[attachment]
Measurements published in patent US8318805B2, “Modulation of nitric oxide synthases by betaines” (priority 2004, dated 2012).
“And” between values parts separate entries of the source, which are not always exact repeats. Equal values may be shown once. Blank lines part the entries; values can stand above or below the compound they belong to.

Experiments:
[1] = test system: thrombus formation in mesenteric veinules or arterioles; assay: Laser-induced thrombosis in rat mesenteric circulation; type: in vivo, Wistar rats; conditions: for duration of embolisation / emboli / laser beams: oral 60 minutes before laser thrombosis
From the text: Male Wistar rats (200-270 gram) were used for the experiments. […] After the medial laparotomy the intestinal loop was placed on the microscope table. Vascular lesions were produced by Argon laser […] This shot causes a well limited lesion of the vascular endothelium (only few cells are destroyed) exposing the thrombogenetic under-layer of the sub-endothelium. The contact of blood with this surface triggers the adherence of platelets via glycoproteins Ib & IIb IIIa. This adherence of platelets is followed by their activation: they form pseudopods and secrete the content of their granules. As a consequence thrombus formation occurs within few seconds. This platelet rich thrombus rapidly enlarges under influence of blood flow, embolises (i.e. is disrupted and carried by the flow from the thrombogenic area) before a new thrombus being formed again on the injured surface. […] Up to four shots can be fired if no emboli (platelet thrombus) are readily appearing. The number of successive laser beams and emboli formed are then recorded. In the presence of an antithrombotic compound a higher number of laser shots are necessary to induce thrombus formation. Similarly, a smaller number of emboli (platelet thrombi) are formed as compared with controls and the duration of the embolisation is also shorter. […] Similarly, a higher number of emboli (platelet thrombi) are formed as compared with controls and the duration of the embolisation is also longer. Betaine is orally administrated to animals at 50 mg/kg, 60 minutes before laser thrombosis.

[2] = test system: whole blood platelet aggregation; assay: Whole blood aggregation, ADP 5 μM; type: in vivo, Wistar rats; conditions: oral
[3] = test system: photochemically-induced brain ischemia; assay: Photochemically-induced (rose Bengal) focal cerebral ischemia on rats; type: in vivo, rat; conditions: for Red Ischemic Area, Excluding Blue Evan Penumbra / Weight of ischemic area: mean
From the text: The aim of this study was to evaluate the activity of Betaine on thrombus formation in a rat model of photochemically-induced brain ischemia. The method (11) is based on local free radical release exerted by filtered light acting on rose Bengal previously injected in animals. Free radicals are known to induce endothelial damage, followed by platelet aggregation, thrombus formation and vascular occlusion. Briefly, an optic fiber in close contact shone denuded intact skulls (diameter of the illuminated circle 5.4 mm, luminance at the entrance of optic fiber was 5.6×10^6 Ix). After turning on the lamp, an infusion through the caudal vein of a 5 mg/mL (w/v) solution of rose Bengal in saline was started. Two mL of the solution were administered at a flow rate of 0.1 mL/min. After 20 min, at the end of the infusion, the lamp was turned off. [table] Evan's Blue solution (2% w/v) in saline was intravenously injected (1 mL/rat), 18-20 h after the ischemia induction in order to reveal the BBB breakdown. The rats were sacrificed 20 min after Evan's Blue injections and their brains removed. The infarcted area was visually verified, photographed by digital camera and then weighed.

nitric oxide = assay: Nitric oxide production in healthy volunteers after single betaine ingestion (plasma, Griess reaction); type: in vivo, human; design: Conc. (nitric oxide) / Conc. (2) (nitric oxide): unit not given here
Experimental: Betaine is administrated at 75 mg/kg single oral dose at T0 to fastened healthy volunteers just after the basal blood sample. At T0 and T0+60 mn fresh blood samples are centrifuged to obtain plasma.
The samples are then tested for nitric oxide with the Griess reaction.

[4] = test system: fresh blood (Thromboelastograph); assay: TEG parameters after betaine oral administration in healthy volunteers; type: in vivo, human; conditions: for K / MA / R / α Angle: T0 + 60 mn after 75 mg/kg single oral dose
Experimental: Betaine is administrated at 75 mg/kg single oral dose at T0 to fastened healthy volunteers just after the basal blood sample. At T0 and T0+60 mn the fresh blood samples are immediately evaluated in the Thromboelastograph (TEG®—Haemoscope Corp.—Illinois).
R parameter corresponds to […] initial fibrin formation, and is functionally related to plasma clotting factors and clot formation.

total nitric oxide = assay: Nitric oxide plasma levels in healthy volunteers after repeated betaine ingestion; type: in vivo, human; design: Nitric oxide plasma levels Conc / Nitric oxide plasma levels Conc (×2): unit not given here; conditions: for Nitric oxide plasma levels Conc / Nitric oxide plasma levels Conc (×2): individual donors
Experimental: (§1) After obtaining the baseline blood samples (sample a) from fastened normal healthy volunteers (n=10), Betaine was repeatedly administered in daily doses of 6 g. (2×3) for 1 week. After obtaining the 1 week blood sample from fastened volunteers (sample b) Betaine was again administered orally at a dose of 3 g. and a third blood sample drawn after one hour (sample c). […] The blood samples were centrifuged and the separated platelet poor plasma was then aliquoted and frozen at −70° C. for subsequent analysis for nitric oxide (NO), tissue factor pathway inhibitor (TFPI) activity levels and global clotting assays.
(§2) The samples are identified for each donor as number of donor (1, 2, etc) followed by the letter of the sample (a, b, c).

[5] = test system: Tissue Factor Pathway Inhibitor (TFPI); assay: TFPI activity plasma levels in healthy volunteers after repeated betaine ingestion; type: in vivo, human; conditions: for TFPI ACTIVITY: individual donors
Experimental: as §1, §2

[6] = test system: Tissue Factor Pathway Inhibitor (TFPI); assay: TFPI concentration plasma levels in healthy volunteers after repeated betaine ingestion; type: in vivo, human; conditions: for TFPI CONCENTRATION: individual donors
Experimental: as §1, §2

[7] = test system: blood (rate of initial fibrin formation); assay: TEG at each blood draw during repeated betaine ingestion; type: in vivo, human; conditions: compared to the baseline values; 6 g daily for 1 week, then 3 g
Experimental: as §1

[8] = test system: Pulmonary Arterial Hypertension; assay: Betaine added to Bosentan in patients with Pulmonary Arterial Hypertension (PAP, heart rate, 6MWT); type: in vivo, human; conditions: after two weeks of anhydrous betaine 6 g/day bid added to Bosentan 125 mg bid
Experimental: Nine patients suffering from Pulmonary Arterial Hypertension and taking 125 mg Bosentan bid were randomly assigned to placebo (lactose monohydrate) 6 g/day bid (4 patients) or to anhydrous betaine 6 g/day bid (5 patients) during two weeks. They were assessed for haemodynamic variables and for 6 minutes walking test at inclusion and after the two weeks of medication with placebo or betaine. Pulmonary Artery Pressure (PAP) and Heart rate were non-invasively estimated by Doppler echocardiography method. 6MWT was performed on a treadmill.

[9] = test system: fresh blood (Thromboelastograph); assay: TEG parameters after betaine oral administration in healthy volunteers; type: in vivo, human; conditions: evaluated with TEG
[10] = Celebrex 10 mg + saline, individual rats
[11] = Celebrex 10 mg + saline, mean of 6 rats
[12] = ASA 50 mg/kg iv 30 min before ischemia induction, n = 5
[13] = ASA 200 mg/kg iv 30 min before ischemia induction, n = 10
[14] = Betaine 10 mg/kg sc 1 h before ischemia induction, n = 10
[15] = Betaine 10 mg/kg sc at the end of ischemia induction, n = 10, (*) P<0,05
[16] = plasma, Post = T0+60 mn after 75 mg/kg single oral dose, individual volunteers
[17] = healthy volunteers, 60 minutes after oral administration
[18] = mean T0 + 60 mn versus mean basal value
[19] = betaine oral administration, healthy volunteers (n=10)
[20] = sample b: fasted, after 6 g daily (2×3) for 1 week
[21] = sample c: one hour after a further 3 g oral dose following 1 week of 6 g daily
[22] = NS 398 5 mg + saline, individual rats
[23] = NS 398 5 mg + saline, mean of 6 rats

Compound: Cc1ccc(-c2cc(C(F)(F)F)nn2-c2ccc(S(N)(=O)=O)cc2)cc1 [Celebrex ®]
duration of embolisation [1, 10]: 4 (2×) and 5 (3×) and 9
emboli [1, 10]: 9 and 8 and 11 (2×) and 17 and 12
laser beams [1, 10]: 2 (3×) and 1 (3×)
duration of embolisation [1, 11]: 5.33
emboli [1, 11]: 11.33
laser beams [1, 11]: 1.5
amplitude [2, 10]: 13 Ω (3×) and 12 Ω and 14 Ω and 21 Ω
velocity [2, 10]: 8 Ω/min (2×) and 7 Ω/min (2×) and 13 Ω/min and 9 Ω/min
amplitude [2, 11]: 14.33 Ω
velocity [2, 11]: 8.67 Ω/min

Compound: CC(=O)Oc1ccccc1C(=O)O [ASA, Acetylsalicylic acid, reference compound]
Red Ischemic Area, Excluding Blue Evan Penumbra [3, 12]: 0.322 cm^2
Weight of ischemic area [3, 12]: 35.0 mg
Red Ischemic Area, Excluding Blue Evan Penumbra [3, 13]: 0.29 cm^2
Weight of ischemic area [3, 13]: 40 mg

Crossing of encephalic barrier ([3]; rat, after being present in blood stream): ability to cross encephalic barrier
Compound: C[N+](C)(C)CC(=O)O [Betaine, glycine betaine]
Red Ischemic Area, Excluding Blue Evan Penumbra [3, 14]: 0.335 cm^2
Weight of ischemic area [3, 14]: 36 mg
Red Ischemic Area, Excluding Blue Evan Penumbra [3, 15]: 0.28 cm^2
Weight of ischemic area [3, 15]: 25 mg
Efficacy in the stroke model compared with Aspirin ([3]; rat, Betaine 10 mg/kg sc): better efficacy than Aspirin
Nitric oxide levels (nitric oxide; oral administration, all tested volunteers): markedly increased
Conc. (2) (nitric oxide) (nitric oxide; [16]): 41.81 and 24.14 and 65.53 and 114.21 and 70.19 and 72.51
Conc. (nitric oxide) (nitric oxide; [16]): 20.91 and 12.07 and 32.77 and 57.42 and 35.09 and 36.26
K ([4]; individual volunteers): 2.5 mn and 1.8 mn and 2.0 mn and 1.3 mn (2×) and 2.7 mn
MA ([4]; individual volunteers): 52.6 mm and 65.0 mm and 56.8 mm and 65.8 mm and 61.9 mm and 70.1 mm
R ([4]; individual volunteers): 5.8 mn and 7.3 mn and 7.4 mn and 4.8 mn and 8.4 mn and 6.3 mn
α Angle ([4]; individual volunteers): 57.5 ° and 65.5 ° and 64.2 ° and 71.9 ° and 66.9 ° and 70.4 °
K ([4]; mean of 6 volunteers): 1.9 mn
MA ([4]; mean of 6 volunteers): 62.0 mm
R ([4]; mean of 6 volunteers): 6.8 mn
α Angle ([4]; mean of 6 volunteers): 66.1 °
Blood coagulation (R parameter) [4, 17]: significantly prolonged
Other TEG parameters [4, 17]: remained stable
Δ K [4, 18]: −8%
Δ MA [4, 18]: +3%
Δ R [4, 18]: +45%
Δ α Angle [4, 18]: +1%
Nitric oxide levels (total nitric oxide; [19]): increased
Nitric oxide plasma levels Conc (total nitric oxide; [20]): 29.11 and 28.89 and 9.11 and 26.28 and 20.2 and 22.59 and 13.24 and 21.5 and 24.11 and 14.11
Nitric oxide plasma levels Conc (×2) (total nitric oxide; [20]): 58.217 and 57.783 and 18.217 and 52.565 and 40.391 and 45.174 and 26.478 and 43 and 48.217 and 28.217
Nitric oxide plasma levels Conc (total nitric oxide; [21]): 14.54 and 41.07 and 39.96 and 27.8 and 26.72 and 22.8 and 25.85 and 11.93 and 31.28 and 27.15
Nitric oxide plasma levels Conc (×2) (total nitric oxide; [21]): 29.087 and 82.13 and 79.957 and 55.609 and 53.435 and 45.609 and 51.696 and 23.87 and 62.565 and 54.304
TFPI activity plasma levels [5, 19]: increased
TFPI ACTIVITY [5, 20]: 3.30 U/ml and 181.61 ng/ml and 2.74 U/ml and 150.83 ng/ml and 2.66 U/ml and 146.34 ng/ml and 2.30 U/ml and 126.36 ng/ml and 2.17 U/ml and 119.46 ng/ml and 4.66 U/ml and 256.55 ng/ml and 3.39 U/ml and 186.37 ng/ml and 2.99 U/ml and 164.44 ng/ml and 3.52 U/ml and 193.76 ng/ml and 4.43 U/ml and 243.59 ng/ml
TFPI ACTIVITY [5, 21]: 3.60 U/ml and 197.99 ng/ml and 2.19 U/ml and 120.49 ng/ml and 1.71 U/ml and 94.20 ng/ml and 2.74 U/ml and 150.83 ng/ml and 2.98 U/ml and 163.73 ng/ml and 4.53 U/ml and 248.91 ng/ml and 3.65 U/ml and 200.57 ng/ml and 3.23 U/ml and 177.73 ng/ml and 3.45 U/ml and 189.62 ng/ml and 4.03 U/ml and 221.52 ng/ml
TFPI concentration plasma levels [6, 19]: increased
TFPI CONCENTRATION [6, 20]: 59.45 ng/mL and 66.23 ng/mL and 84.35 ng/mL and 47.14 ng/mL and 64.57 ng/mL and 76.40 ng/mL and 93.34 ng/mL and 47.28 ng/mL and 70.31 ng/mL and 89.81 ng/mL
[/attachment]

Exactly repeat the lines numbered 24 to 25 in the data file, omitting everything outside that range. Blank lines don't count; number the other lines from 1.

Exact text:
[8] = test system: Pulmonary Arterial Hypertension; assay: Betaine added to Bosentan in patients with Pulmonary Arterial Hypertension (PAP, heart rate, 6MWT); type: in vivo, human; conditions: after two weeks of anhydrous betaine 6 g/day bid added to Bosentan 125 mg bid
Experimental: Nine patients suffering from Pulmonary Arterial Hypertension and taking 125 mg Bosentan bid were randomly assigned to placebo (lactose monohydrate) 6 g/day bid (4 patients) or to anhydrous betaine 6 g/day bid (5 patients) during two weeks. They were assessed for haemodynamic variables and for 6 minutes walking test at inclusion and after the two weeks of medication with placebo or betaine. Pulmonary Artery Pressure (PAP) and Heart rate were non-invasively estimated by Doppler echocardiography method. 6MWT was performed on a treadmill.